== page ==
Recapping the 2017 annual conference.

Position:Conference news

The City of Denver, Colorado, is said to have 300 days of sunshine, but thousands of delegates arrived in the city for GFOAs 111th Annual Conference, May 21-24, 2017, amidst a mix of cold temperatures, snow, wind, rain, and (finally!) sunshine and warmth. Despite of the weather, GFOA delegates had no problem getting to the Colorado Convention Center from nearby hotels.

Many attendees enjoyed taking photos by the 40-foot tall Blue Bear sculpture that could be found peering into the Colorado Convention Center. The sculpture was designed by Lawrence Argent and is formally named "I see what you mean." It has become a Denver icon and a favorite among tourists and locals.

This year, GFOA's annual conference set record attendance with more than 4,500 delegates, including nearly 600 recipients of GFOA's first-time annual conference attendee scholarship--a record in itself. We want to thank the 855 delegates from the State of Colorado as well as the Local Conference Committee for welcoming GFOA attendees, guests, exhibitors, and sponsors to the "Mile High City." (Fun fact: By an amazing stroke of luck, the 13th step on the west side of the Colorado State Capitol Building is exactly 5,280 feet above sea level--one mile high--giving Denver its popular nickname.)


Albus Brooks, president of the Denver City Council, welcomed delegates and thanked them for their leadership. Community service and leadership have long been part of Brooks' identity; since being elected in 2011, he has worked toward creating the first affordable housing fund in Denver, which will generate more than $150 million in housing assistance over the next 10 years. Brooks is also continuing his work to provide more job opportunities for young people. He told the audience that "Innovative solutions need innovative finance staff."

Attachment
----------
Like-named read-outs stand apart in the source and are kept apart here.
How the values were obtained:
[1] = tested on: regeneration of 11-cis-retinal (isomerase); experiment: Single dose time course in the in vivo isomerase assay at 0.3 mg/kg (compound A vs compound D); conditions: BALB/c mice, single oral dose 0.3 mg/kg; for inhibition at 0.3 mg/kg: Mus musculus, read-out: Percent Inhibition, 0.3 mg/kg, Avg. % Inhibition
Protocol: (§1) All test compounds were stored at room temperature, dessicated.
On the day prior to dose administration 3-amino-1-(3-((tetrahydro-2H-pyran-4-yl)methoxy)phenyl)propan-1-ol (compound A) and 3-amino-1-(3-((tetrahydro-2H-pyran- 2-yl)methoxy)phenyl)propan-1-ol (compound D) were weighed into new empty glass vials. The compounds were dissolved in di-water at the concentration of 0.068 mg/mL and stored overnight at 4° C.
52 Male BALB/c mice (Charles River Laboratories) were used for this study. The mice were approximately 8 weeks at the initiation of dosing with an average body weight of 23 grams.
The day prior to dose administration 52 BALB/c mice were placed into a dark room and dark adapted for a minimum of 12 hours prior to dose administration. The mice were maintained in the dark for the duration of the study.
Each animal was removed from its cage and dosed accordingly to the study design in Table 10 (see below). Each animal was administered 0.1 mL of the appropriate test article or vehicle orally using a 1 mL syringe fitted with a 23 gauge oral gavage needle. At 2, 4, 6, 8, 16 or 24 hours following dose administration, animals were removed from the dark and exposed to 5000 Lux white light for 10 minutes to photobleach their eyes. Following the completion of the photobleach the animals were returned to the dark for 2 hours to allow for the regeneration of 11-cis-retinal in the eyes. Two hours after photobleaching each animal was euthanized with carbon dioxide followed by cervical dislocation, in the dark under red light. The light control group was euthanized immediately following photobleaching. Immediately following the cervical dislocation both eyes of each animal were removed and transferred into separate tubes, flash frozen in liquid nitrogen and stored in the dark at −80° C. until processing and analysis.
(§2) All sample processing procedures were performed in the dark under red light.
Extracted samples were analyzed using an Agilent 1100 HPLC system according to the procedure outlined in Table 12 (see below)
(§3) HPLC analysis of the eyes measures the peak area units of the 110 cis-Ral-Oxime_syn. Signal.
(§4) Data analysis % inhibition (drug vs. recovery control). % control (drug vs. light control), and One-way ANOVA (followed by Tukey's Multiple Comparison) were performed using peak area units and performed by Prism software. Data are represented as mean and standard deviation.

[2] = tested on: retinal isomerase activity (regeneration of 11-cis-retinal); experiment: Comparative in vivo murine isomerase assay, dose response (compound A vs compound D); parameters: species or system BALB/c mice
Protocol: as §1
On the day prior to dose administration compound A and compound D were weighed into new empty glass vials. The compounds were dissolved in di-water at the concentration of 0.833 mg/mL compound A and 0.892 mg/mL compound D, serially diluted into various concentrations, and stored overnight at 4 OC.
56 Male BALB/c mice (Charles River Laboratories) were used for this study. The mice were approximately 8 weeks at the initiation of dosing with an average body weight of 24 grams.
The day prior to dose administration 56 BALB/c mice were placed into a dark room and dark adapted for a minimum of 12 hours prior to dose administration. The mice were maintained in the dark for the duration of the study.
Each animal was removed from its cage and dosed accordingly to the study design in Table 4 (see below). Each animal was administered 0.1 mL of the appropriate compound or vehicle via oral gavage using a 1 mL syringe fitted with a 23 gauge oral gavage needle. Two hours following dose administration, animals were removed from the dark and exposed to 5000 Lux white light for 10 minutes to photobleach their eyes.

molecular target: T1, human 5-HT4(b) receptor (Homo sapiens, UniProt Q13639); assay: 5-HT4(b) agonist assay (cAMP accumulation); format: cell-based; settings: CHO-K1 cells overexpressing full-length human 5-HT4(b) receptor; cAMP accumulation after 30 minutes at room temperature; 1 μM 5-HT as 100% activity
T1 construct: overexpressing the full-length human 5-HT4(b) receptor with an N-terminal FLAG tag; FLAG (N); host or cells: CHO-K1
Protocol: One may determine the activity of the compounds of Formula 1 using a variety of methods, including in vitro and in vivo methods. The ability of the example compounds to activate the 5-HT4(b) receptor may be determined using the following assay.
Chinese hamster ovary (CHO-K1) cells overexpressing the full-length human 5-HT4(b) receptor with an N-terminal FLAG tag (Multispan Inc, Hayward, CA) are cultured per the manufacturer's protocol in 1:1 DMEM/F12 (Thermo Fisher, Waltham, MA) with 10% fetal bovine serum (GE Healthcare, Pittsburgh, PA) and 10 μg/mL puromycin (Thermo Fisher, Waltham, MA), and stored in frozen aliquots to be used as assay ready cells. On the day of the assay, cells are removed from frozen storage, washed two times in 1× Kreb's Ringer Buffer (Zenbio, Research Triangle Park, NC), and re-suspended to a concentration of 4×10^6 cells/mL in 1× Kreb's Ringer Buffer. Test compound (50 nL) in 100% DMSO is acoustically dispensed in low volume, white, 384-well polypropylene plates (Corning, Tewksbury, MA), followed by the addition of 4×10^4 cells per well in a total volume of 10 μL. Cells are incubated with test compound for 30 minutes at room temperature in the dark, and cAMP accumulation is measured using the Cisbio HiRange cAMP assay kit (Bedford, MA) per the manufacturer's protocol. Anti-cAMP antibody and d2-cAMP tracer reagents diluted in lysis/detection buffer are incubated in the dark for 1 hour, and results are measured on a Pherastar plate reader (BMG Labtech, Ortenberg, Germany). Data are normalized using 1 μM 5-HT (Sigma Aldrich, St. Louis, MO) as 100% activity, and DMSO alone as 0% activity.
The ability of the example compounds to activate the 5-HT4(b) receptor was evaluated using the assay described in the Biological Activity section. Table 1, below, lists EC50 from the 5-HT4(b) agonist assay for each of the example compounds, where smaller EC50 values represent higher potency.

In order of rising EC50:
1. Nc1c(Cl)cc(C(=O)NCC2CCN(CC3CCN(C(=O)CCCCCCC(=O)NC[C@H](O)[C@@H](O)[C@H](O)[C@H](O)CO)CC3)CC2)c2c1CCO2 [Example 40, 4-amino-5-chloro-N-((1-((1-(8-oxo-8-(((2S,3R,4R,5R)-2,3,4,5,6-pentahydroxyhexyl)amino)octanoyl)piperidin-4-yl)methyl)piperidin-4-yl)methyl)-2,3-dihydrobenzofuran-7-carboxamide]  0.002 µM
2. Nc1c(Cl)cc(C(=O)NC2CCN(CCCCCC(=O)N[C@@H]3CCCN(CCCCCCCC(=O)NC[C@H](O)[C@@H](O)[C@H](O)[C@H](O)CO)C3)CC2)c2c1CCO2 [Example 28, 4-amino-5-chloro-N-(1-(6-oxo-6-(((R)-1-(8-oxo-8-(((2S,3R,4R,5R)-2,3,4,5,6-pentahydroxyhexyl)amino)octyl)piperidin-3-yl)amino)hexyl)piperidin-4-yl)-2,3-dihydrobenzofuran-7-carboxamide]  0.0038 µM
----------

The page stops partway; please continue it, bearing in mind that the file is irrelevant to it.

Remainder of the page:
Marc Gonzales, GFOA President and director of the Clackamas County, Oregon, Department of Finance, kept delegates motivated, urging them to "keep learning and keep leading." He offered encouragement, saying that "Working is a positive force in most people's lives, beyond the money they earn, especially if they are contributing to something beyond themselves. Our profession offers just that sort of compensation." Gonzales's general theme for the year of his presidency has been what makes a team productive; this is an important area because "none of us in our profession, or any profession, achieves success in isolation." Touching on the amount of changed experienced by the United States and the rest world over the past year, he suggested that "Our mission is in part to shape that change, so that our work becomes more directed and more productive." (The video of Gonzales's speech is available at


Jim Collins, renowned author (Good to Great, Good to Great and the Social Sector, Built to Last, How the Mighty Fall, and Great by Choice), speaker, and leadership expert, explained that "Greatness is not a function of circumstance. Greatness, it turns out, is largely a matter of conscious choice and discipline." He encouraged delegates to strive for "Level 5" leadership, and explained that Level 5 leaders use a collaborative approach that helps make the people around them more effective. If you're interested in being a Level 5 leader, Collins suggested asking yourself these questions:

  1. Are you willing to strive for great leadership? A Level 5 leader has a clear grasp of their government and the environment that shapes it, and doesn't care who gets credit so long as things get done--among other qualities.

  2. Do you have the right people "on the bus," and are they in the "right seats?" The organization should be set up so leaders are asking not "what should we do" to solve a problem, but "who do we ask?"

  3. What are the "brutal facts" that must be confronted? To be sustainable, an organization must examine the most difficult issues and confront them head on.

  4. Have you found your "hedgehog"? Leaders need to display disciplined thought on an important area, as opposed to paying some attention to a number of things.

  5. What's your "20-Mile March?" Organizations that make it in times of turbulence self-impose a rigorous performance mark to hit with great consistency--like hiking across the United States by marching 20 miles a day, every...

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